THE POTENTIAL OF COWPEA (VIGNAUNGUICULATA) TO REMEDIATE LEAD IN SOIL CONTAMINATED WITH DIFFERENT CONCENTRATIONS OF LEAD
TABLE OF CONTENTTitle Page………………..iCertification……………iiDedication………………iiiAcknowledgment……….ivTable of content………v
CHAPTER ONE1.1 INTRODUCTION1.2 OBJECTIVES OF THE STUDY
CHAPTER TWOLITERATURE REVIEW2.1 COWPEA (Vignaunguiculata)2.1.1 Biology of Cowpea (Vignaunguiculata)2.1.2 Description of Cowpea (Vignaunguiculata)2.1.3 Varieties and Cultivars2.1.4 Origin and Distribution2.1.5 Utilization2.2 Heavy Metals: Sources and Effect in the Environment2.2.1 Lead (Pb) in Soil2.3 Heavy Metal Tolerance in Plants2.3.1 Mechanisms of Heavy Metal Uptake by Plant2.3.2 Factors Affecting the UptakeMechanisms2.4 Phytoextraction of Heavy MetalsUsing Plants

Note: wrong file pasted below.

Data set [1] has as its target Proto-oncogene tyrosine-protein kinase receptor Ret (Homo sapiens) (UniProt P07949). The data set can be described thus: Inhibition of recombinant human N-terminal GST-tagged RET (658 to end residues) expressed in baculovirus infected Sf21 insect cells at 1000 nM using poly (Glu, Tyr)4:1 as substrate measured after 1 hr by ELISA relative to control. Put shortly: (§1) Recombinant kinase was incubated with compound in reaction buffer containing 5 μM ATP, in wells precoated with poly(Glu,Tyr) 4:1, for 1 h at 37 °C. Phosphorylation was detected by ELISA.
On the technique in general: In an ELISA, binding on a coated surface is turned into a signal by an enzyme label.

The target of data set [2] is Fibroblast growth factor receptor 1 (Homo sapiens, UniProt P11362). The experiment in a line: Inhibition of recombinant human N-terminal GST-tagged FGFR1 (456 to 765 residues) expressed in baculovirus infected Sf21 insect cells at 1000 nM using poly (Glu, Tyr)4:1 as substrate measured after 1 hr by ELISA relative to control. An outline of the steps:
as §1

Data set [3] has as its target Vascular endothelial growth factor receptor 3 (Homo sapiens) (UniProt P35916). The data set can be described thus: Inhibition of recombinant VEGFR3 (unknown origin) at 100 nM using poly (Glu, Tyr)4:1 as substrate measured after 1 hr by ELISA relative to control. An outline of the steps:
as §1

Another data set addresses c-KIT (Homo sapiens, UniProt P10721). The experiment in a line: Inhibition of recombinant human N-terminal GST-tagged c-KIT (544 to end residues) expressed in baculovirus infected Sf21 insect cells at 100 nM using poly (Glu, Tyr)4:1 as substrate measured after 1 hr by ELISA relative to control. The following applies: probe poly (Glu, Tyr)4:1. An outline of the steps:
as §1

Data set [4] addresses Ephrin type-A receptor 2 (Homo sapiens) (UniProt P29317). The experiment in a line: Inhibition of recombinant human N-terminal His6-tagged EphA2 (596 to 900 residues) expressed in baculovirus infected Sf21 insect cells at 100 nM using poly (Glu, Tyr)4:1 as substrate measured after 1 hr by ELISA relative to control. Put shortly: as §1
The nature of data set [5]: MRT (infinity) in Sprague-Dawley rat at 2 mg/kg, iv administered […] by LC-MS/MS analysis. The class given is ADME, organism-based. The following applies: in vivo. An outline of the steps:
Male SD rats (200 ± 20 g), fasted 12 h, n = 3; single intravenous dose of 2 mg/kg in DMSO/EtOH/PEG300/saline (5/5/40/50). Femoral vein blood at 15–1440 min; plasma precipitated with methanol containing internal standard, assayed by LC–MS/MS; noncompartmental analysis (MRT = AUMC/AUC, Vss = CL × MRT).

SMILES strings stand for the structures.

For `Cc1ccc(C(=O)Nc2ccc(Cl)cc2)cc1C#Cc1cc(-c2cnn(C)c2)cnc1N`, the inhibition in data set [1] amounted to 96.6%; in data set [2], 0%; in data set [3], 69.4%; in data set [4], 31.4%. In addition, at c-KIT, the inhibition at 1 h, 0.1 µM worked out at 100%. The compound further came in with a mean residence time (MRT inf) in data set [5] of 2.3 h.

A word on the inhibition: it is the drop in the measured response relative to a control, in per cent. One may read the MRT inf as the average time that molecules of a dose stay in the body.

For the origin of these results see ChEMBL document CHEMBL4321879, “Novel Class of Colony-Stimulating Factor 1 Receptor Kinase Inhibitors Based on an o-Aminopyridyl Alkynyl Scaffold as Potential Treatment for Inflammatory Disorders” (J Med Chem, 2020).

CHAPTER THREEMATERIALS AND METHODS3.1 Collection and Processing of Samples3.2 Preparation of Heavy Metal Contaminants3.3 Experimental Design and Treatment3.4 Analysis of Lead3.5 Determination of Bioconcentration and Translocation Factor3.6 Statistical Analysis
CHAPTER FIVEDISCUSSION, CONCLUSION AND RECOMMENDATIONDiscussion Conclusion Recommendation REFERENCES